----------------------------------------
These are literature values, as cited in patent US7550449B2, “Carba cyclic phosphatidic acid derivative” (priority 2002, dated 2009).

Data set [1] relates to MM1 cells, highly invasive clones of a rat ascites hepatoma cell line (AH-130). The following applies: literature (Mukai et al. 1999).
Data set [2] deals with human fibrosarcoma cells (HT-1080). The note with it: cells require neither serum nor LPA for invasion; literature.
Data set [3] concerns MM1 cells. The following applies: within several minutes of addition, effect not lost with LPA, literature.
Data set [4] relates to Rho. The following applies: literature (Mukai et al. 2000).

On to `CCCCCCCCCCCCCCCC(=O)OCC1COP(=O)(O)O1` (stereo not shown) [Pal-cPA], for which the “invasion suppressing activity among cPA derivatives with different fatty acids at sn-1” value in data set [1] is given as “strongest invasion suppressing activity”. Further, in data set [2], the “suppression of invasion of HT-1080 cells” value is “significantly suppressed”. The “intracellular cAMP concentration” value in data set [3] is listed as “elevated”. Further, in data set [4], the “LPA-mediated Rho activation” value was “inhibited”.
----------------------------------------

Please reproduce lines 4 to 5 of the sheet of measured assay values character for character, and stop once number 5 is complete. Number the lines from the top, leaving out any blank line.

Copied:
Data set [3] concerns MM1 cells. The following applies: within several minutes of addition, effect not lost with LPA, literature.
Data set [4] relates to Rho. The following applies: literature (Mukai et al. 2000).